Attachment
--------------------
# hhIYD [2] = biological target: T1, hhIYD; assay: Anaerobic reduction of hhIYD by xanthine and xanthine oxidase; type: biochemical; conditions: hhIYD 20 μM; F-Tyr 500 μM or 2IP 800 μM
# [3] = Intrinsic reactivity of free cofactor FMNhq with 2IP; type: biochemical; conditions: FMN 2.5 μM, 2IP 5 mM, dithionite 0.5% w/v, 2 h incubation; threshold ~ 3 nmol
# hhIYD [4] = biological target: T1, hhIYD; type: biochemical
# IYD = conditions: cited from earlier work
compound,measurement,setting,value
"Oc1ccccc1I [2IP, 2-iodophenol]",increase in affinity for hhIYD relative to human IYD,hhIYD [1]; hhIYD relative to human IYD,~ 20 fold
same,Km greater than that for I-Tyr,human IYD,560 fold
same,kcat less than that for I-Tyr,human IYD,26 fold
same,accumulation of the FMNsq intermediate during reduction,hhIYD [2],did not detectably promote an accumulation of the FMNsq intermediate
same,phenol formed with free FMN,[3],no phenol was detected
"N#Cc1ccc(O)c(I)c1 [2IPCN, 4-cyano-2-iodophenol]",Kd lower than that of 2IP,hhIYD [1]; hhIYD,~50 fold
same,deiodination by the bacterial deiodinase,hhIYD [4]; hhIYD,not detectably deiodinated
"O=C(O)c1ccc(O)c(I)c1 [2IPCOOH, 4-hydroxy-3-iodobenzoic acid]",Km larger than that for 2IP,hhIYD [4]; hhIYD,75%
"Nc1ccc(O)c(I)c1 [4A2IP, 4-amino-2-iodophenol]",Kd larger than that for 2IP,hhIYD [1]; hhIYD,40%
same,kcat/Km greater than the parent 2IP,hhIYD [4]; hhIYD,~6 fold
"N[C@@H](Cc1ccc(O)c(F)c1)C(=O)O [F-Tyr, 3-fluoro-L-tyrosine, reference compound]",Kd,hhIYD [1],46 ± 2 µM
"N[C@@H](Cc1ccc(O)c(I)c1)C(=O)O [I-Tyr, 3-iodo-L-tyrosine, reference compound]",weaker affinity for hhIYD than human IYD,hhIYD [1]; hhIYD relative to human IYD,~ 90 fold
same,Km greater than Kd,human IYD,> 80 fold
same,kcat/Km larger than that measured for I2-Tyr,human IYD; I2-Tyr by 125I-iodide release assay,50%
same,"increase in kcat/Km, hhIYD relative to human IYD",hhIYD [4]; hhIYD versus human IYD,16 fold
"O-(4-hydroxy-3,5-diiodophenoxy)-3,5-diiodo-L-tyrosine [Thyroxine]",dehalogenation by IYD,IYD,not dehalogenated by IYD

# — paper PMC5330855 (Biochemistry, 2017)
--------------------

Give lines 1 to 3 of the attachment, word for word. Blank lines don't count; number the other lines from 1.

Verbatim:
# hhIYD [2] = biological target: T1, hhIYD; assay: Anaerobic reduction of hhIYD by xanthine and xanthine oxidase; type: biochemical; conditions: hhIYD 20 μM; F-Tyr 500 μM or 2IP 800 μM
# [3] = Intrinsic reactivity of free cofactor FMNhq with 2IP; type: biochemical; conditions: FMN 2.5 μM, 2IP 5 mM, dithionite 0.5% w/v, 2 h incubation; threshold ~ 3 nmol
# hhIYD [4] = biological target: T1, hhIYD; type: biochemical